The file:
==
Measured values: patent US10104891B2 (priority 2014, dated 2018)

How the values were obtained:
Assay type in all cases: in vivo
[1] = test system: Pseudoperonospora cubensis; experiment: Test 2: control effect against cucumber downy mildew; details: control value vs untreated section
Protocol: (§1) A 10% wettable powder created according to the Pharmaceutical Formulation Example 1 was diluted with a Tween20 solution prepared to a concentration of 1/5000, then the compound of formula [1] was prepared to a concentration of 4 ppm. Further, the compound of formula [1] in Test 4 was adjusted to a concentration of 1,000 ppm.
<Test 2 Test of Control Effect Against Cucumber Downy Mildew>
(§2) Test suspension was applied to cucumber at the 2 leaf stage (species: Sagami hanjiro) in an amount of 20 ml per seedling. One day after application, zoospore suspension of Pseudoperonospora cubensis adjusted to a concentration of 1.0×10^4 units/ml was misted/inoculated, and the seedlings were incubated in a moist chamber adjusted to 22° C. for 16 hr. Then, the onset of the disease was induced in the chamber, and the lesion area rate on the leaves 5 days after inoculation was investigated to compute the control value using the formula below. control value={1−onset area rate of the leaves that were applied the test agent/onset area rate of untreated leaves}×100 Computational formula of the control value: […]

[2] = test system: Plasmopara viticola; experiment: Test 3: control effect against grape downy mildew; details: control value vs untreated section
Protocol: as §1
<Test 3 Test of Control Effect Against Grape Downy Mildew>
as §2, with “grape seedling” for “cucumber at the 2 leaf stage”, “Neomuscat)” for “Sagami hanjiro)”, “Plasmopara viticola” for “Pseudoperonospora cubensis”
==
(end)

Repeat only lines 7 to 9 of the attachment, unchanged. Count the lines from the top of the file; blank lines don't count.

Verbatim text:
(§2) Test suspension was applied to cucumber at the 2 leaf stage (species: Sagami hanjiro) in an amount of 20 ml per seedling. One day after application, zoospore suspension of Pseudoperonospora cubensis adjusted to a concentration of 1.0×10^4 units/ml was misted/inoculated, and the seedlings were incubated in a moist chamber adjusted to 22° C. for 16 hr. Then, the onset of the disease was induced in the chamber, and the lesion area rate on the leaves 5 days after inoculation was investigated to compute the control value using the formula below. control value={1−onset area rate of the leaves that were applied the test agent/onset area rate of untreated leaves}×100 Computational formula of the control value: […]

[2] = test system: Plasmopara viticola; experiment: Test 3: control effect against grape downy mildew; details: control value vs untreated section
Protocol: as §1